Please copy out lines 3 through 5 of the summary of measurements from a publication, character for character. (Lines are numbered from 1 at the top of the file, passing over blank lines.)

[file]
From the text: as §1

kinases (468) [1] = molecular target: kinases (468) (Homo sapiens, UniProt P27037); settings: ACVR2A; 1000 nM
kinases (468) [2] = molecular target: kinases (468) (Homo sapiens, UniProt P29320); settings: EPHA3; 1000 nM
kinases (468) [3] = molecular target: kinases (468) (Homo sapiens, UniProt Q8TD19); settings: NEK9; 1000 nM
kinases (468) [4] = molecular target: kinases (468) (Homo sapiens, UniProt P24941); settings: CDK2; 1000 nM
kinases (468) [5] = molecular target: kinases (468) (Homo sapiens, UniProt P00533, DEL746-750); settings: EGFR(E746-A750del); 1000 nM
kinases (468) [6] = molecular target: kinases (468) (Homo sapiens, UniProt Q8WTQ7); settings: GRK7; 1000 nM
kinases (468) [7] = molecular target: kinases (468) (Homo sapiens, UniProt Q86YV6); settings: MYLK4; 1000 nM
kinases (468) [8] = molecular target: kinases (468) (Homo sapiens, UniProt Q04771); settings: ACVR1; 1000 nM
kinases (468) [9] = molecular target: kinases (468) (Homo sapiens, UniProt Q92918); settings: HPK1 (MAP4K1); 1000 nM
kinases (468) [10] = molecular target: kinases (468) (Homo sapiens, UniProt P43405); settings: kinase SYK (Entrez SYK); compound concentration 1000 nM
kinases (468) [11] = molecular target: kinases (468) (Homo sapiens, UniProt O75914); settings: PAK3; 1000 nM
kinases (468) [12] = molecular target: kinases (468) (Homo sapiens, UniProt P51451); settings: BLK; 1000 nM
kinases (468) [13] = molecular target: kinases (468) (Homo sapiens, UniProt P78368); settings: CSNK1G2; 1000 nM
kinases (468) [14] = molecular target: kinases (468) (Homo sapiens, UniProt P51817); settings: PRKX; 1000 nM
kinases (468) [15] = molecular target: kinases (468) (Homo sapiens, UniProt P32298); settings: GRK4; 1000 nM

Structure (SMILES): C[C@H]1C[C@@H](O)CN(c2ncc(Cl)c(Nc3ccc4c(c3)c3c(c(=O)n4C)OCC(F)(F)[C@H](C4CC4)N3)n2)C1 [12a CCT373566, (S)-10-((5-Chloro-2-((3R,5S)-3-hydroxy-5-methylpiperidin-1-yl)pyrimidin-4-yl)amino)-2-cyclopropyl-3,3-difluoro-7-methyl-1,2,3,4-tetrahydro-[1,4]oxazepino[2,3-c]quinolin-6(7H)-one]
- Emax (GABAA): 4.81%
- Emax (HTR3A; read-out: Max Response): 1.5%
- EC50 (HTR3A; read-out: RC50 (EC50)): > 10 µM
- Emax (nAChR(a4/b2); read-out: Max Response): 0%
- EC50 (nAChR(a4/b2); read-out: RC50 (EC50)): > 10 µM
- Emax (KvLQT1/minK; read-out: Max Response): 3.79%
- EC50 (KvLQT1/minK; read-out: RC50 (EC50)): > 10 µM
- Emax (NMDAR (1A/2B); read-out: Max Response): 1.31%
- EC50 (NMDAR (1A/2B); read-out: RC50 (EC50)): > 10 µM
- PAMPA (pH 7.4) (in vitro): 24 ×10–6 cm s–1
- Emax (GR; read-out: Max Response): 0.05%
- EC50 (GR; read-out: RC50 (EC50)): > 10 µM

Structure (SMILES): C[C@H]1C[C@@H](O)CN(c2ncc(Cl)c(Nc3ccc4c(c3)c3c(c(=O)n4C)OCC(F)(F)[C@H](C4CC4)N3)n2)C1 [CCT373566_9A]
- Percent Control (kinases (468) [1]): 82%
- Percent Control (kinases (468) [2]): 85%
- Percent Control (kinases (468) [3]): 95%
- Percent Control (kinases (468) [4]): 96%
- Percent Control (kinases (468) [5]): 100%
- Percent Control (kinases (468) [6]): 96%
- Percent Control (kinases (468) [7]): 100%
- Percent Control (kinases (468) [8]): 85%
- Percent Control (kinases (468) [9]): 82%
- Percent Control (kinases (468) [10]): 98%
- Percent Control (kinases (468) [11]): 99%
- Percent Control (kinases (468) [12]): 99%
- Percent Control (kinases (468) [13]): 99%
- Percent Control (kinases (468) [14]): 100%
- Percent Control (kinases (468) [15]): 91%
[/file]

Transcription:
kinases (468) [2] = molecular target: kinases (468) (Homo sapiens, UniProt P29320); settings: EPHA3; 1000 nM
kinases (468) [3] = molecular target: kinases (468) (Homo sapiens, UniProt Q8TD19); settings: NEK9; 1000 nM
kinases (468) [4] = molecular target: kinases (468) (Homo sapiens, UniProt P24941); settings: CDK2; 1000 nM